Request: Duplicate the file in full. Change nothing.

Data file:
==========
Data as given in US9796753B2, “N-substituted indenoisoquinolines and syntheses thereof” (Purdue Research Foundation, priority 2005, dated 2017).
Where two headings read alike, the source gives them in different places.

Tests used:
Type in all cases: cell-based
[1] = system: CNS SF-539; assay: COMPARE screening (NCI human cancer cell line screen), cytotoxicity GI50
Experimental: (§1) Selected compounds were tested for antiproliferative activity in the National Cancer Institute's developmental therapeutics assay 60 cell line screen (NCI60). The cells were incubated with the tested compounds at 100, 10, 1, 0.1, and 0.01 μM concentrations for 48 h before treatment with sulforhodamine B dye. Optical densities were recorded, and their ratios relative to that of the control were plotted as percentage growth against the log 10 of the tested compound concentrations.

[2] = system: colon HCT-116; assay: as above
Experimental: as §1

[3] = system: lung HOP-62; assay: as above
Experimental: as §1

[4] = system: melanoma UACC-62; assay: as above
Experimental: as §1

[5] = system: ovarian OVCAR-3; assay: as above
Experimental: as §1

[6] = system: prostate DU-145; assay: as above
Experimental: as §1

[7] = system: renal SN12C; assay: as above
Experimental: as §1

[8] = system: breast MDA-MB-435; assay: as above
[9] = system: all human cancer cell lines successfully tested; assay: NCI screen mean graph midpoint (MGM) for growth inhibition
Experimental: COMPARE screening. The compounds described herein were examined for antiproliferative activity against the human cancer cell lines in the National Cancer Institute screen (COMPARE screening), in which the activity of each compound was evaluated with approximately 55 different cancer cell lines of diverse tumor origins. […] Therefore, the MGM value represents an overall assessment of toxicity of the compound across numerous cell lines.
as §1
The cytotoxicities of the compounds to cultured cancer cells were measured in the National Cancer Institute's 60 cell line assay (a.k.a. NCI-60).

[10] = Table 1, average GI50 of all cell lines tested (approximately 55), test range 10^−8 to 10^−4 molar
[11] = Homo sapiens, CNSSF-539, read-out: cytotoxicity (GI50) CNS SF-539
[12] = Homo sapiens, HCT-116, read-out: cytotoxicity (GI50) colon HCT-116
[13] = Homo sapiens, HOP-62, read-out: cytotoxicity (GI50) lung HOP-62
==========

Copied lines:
Data as given in US9796753B2, “N-substituted indenoisoquinolines and syntheses thereof” (Purdue Research Foundation, priority 2005, dated 2017).
Where two headings read alike, the source gives them in different places.

Tests used:
Type in all cases: cell-based
[1] = system: CNS SF-539; assay: COMPARE screening (NCI human cancer cell line screen), cytotoxicity GI50
Experimental: (§1) Selected compounds were tested for antiproliferative activity in the National Cancer Institute's developmental therapeutics assay 60 cell line screen (NCI60). The cells were incubated with the tested compounds at 100, 10, 1, 0.1, and 0.01 μM concentrations for 48 h before treatment with sulforhodamine B dye. Optical densities were recorded, and their ratios relative to that of the control were plotted as percentage growth against the log 10 of the tested compound concentrations.

[2] = system: colon HCT-116; assay: as above
Experimental: as §1

[3] = system: lung HOP-62; assay: as above
Experimental: as §1

[4] = system: melanoma UACC-62; assay: as above
Experimental: as §1

[5] = system: ovarian OVCAR-3; assay: as above
Experimental: as §1

[6] = system: prostate DU-145; assay: as above
Experimental: as §1

[7] = system: renal SN12C; assay: as above
Experimental: as §1

[8] = system: breast MDA-MB-435; assay: as above
[9] = system: all human cancer cell lines successfully tested; assay: NCI screen mean graph midpoint (MGM) for growth inhibition
Experimental: COMPARE screening. The compounds described herein were examined for antiproliferative activity against the human cancer cell lines in the National Cancer Institute screen (COMPARE screening), in which the activity of each compound was evaluated with approximately 55 different cancer cell lines of diverse tumor origins. […] Therefore, the MGM value represents an overall assessment of toxicity of the compound across numerous cell lines.
as §1
The cytotoxicities of the compounds to cultured cancer cells were measured in the National Cancer Institute's 60 cell line assay (a.k.a. NCI-60).

[10] = Table 1, average GI50 of all cell lines tested (approximately 55), test range 10^−8 to 10^−4 molar
[11] = Homo sapiens, CNSSF-539, read-out: cytotoxicity (GI50) CNS SF-539
[12] = Homo sapiens, HCT-116, read-out: cytotoxicity (GI50) colon HCT-116
[13] = Homo sapiens, HOP-62, read-out: cytotoxicity (GI50) lung HOP-62